Compare these nodes and the chain to a military squad, where one squad (chain) can have multiple smaller individual fire teams (nodes) which are all decentralized but are working together towards the squad goal.
The project has been explained in much more detail here and you should check that out as well to learn more about the beacon chains. This presentation by Hsiao-Wei Wang is also a good source of information about Ethereum 2.0 and sharding solutions for it.
Recently the Ethereum team spoke on the date of the beacon chain being released. A representative from Sigma Prime, which is working on an Ethereum 2.0 client called Lighthouse, said the timeline should see the beacon chain launched sometime around March/April.
This representative added that he thinks the market will be able to see clients talking to each other, pushing blocks around, having some interoperability at this date. A member of Status, another team working on different Ethereum 2.0 client, agreed and said that March could be the date their own software hits the beacon chain.
The same person added that the sharding timeline will be much longer but that by mid-2019 we should expect to see beacon chain up and running.
Buterin himself addressed the issue during this year’s Ethereum hackathon in Prague, confirming the project will be rolled out in stages. Claiming that fundamentals have been figured out, Vitalik suggested that around 60% of work has been completed on the chain.
Once it’s 100 percent ready they’ll launch the beacon chain, he said, then data only sharded chains, then execution and finally the cross chain communication.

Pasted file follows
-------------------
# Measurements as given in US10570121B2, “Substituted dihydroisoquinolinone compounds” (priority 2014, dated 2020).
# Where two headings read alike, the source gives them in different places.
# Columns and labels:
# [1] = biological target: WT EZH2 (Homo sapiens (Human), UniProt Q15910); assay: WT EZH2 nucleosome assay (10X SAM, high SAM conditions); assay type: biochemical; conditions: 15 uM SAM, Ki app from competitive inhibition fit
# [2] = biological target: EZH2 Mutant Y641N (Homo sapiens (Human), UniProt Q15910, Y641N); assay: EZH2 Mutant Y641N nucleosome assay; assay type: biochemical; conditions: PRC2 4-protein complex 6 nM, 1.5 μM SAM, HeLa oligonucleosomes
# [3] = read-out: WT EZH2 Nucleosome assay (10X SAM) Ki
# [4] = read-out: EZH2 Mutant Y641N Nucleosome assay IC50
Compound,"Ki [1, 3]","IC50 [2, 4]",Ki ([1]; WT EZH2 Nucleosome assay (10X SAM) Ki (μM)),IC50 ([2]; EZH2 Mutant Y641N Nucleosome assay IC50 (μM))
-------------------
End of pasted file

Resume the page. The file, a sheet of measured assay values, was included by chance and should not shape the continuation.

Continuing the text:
Several beacon chain clients are currently being developed separately from the familiar suite of standard Ethereum clients (Geth, Parity, Pantheon, et al.) by a number of teams. For example, Prysmatic and Lighthouse have periodically updated the public on their own clients, and several teams have offered bounties and rewards for helping them develop their own clients.
Overall, it is expected that the beacon chain layer will be implemented during 2019, the shard chain (data layer) in 2020, and the execution layer in 2021. Which means that true Ethereum scalability is still several years away from happening.
Beacon chain is has been in development for some time now and it seems that all the effort wasn’t in vain. With a structure which might seem centralized at first, beacon chain should offer a scaling solution that won’t endanger networks centralization or its immutability. The chain will be the basis for the upcoming PoS Ethereum and will be accessible to anyone who owns 32 ETH or more. The importance of the beacon chain and what comes after it has perhaps been explained the best by Vitalik himself:
“Ethereum 1.0 is a couple of peoples’ scrappy attempt to build the world computer; Ethereum 2.0 will actually be the world computer.”